At a swanky meeting yesterday, we got to play with Nokia's glossy new, the 5320 and the 5220. Both are set to be affordable, mid-range models available from the third quarter of this year in the U.K. During our swift fondling sessions with the phones, we formed some early opinions.
Firstly, and most importantly as far as music phones are concerned, Nokia told us it has put brand-new audio chips inside these two new models to improve sound quality over previous handsets. This is a sensible decision, as more people are turning to mobiles as their primary music players. For some inane reason, the phones were on display with headphones that can only be described as utter bullshizzle, so we couldn't judge for ourselves whether the new chips were making a real difference.
Another good move was the decision to shift the native 3.5-millimeter headphone socket to the bottom of the handsets, as opposed to the side-mounted design seen on the , for example. The 5320 also has dedicated side-mounted gaming keys for use with N-Gage software, which felt very natural to use when we had a swift play. It also supports up to 8GB of microSD memory and HSDPA, but not Wi-Fi.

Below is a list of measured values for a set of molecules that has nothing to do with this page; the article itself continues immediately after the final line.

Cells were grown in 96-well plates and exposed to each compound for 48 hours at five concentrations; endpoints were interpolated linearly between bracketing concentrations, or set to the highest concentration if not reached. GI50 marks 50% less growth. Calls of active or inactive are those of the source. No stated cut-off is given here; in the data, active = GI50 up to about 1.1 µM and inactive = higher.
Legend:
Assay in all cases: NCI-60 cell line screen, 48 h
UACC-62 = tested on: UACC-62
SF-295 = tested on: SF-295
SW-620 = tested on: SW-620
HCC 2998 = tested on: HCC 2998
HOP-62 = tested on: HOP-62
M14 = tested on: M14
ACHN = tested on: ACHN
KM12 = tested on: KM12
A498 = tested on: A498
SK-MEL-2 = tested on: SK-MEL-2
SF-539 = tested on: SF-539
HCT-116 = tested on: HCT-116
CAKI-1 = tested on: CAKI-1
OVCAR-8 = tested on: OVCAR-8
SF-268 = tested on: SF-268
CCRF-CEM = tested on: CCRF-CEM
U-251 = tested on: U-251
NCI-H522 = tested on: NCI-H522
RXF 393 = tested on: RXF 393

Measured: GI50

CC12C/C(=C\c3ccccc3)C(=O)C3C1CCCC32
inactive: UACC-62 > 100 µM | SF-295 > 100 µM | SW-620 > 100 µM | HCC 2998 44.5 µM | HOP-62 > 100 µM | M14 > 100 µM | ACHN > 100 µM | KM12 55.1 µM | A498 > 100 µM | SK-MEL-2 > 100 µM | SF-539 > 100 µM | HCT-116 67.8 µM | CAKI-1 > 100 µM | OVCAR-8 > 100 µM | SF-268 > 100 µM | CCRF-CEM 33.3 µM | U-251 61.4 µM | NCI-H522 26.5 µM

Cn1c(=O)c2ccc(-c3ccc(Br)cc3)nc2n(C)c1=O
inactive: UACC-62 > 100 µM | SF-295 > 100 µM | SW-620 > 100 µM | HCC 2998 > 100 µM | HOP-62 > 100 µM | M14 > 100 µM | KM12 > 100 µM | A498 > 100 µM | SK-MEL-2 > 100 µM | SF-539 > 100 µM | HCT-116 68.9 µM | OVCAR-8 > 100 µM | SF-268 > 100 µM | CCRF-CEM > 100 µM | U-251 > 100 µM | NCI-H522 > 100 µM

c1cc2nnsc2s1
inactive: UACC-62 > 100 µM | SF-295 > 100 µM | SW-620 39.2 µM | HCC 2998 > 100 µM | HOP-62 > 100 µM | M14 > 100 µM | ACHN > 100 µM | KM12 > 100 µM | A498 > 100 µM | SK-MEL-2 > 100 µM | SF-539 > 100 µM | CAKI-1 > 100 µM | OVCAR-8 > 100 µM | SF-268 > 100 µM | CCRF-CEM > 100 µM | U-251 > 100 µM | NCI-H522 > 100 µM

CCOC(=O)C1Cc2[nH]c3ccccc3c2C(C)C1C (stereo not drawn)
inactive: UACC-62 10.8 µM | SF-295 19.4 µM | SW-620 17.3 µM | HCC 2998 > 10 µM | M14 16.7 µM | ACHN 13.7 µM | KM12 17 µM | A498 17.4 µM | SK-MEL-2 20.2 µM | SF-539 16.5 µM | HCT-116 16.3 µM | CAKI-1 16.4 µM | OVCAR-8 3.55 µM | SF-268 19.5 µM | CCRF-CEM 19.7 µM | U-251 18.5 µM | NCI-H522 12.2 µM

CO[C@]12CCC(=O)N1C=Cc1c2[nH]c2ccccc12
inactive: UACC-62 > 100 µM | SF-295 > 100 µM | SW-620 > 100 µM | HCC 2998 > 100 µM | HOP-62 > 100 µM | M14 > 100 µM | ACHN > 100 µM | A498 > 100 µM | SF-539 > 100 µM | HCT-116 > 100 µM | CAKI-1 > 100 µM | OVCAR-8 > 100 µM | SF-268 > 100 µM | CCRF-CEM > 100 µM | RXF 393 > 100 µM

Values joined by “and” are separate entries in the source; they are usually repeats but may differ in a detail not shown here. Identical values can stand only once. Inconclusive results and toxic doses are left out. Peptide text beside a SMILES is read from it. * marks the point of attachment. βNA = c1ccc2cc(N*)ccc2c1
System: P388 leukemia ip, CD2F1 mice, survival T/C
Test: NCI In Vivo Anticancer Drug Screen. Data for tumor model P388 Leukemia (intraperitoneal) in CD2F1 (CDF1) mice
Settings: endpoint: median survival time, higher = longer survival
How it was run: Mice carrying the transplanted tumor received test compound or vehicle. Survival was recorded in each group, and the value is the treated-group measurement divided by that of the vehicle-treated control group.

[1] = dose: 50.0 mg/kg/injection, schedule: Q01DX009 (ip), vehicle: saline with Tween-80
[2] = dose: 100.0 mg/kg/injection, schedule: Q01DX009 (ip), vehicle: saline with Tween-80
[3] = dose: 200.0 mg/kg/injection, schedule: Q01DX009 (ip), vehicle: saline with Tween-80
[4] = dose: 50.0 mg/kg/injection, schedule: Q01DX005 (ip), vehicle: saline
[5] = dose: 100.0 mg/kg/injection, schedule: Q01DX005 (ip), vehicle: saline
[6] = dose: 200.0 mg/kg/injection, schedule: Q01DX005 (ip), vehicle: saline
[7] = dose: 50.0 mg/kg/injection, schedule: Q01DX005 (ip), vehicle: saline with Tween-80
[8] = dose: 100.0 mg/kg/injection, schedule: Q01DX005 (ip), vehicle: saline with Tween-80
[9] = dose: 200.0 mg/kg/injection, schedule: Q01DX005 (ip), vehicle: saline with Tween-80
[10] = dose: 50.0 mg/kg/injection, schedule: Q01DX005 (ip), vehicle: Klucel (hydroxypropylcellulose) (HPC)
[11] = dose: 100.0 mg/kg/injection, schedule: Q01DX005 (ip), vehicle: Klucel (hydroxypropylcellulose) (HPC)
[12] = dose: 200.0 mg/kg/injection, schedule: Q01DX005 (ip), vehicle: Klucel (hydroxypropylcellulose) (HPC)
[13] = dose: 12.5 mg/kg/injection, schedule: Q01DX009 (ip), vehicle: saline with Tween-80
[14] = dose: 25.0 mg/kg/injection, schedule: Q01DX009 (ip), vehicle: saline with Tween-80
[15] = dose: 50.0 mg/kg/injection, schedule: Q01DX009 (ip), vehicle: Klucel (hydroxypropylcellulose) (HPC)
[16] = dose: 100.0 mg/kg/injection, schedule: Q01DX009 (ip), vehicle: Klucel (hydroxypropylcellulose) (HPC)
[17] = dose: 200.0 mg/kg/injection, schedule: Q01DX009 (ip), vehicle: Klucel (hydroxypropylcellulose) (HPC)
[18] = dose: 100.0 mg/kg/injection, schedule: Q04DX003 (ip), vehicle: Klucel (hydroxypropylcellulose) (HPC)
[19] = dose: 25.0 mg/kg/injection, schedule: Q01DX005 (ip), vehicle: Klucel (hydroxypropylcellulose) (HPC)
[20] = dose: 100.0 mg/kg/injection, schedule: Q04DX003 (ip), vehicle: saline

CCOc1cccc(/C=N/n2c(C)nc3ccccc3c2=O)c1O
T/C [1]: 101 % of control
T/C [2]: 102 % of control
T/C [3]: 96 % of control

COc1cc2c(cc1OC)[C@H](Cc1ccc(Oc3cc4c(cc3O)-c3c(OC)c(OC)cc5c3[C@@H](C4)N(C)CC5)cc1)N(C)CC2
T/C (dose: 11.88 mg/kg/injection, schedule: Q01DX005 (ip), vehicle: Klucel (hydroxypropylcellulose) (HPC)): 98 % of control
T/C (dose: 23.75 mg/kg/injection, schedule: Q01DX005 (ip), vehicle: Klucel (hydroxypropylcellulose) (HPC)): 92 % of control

Both phones were easy to use, with decent keypads, good screens, and ergonomic designs, although we weren't all that keen on the 5220's asymmetrical look. The 5320 had a curious "Say and Play" feature that lets you speak the artist or song you want to listen to, and the handset automatically plays it. To our genuine surprise, it worked when we tried it out. How this will function in real-life situations, however, remains to be seen. Our "friends" yelling "Daphne and Celeste!" at us will get old pretty quickly.
Curiously, there was no confirmation of whether the 5320 or 5220 would support Nokia's Comes With Music service. However, both handsets are certainly a step in the right direction for Nokia, most notably because of their well-positioned headphone sockets and upgraded audio chips.